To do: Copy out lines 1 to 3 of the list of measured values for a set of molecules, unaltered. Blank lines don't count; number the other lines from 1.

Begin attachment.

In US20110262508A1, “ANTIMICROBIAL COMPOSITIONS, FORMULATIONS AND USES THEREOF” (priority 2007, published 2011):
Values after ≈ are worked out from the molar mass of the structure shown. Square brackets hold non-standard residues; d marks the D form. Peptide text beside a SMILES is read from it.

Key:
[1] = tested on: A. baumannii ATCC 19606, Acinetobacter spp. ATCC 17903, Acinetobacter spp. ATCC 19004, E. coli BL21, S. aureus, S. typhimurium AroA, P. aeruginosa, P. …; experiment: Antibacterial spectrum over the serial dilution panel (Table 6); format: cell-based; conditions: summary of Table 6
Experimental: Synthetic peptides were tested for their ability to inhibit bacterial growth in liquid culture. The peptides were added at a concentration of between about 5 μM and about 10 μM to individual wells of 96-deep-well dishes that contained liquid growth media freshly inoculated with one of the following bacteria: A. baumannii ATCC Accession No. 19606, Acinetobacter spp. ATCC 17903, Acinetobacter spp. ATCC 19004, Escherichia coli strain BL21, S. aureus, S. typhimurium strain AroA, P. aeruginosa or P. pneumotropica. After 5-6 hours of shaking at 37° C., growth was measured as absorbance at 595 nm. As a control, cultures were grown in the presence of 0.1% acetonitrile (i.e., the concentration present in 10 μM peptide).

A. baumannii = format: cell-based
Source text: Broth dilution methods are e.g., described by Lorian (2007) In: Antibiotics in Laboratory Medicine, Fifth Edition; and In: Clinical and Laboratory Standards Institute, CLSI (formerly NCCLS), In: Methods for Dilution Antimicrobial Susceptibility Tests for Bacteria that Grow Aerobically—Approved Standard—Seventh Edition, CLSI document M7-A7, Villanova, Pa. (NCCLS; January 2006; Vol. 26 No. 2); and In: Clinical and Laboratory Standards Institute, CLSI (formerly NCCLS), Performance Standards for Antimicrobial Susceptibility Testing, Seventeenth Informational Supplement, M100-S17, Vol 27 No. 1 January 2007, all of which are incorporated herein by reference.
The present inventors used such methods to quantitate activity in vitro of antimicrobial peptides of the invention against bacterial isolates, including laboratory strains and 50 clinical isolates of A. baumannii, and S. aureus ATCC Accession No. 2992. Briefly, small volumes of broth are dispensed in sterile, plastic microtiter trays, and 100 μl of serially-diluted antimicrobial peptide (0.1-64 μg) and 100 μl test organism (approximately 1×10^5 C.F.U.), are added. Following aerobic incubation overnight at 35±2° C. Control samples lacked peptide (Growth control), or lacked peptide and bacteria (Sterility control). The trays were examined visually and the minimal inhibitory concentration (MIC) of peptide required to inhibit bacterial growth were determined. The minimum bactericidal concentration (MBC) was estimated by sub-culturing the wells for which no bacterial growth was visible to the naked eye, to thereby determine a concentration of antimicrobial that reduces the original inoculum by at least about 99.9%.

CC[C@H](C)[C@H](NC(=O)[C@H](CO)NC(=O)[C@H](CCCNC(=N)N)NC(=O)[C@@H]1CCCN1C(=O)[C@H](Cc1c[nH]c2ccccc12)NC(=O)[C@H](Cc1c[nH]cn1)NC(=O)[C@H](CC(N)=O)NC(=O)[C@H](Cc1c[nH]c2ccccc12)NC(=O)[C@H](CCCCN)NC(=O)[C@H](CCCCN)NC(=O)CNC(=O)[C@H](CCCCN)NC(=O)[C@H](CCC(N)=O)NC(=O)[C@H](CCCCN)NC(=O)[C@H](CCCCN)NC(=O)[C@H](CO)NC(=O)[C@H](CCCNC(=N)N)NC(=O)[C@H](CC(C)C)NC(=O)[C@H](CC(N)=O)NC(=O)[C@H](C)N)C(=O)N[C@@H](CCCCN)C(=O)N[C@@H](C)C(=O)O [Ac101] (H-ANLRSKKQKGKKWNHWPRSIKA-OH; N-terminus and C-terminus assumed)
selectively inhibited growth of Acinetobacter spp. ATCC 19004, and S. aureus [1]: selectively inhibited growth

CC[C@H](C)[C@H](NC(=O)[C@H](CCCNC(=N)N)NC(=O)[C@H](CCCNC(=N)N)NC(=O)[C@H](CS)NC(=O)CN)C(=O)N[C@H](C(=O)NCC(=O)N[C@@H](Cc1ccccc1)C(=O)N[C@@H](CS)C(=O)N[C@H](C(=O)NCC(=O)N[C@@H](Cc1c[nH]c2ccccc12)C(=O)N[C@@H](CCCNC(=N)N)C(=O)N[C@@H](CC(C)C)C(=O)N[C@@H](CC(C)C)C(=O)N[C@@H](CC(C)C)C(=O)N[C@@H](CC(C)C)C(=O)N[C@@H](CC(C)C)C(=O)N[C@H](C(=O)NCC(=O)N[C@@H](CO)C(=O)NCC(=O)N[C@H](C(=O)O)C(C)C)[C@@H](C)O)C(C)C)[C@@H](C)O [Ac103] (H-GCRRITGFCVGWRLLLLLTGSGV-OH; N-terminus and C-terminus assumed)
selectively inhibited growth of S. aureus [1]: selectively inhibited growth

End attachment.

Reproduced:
In US20110262508A1, “ANTIMICROBIAL COMPOSITIONS, FORMULATIONS AND USES THEREOF” (priority 2007, published 2011):
Values after ≈ are worked out from the molar mass of the structure shown. Square brackets hold non-standard residues; d marks the D form. Peptide text beside a SMILES is read from it.

Key: